Amy VanHaren, founder and CEO of breastfeeding support platform pumpspotting, first came up with the idea for her company while sitting on a “dirty bathroom floor” in the San Francisco airport.
“I was hooked up to a breast pump that was starting to sound a lot like Darth Vader to me,” she said in an interview. “I was trying to feed both a six-week-old baby and my career. I was flying across the country every month or more. … I just found myself in this world of nursing and pumping and thinking about nursing and pumping all the time. I was really isolated and really overwhelmed.”
In comes pumpspotting, a Kittery, Maine-based company that primarily serves employers. It provides guidance to employers on how to be compliant with federal and state breastfeeding requirements and offers a team of program experts to help implement breastfeeding support in workplaces. For employees, it offers an app that gives access to lactation consultants and peer support, among other services. In addition to targeting employers, the company offers its app to consumers at $9.99 a month or $99 a year. Now, the startup is looking to grow its platform and customer base after securing $2.2 million in a recent funding round it announced last week.
The funding round was led by Sincere Corporation and Maine Venture Fund and included participation from Unum Business Ventures and Maine Technology Institute. In total, pumpspotting has raised more than $3.3 million.
With the financing, the startup will accelerate its growth in the employer market (some of its current employer customers include DraftKings, Consigli Construction and Ally Logistics). It is also using the funding to help launch its pumpspotting Healthcare product, which will allow the company to sell its platform to health systems and payers. To execute these plans, the company expects to hire a head of operation and customer service, and will ramp up its sales and marketing support, VanHaren said.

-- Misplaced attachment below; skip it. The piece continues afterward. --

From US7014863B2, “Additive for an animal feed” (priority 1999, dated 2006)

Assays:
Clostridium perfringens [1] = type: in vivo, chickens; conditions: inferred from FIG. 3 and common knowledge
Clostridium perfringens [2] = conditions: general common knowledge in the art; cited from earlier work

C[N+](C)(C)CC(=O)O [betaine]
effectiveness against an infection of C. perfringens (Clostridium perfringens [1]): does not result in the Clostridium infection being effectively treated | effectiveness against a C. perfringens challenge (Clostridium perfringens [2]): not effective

The funding comes on the heels of recent legislative momentum that aims to make it easier for women to breastfeed in the workplace. This includes the PUMP Act, which requires businesses to offer a private space for breastfeeding. The Pregnant Workers Fairness Act, meanwhile, requires employers to “provide reasonable accommodations” for employees’ limitations when it comes to pregnancy and childbirth.
“With the passing of the PUMP Act and the Pregnant Workers Fairness Act, what’s happened is there is regulation and market tailwind that are supporting this vital need for companies to offer lactation support,” VanHaren said.
Offering breastfeeding support can help with retention in the workplace, according to an employee of one of pumpspotting’s customers.
“As a woman in logistics who has experienced the ‘before pumpspotting’ to the ‘after pumpspotting’ workplace, I can personally say the implementation of the program made a positive and significant difference in my return to work transition after having my second baby,” said Mickey DeJong, head of culture and special projects at Ally Logistics, in a statement. “Logistics is typically a male-dominated industry with a high burnout rate. Offering benefits like pumpspotting to employees is a great way to approach benefits from an inclusive perspective.”
Though pumpspotting is ramping up, employers have a choice in the marketplace as they look to support breastfeeding workers. Besides pumpspotting, another company that provides virtual breastfeeding support is SimpliFed, which offers one-on-one care as well as classes for parents. Maven Clinic also provides breastfeeding support, among other family and women’s health services.
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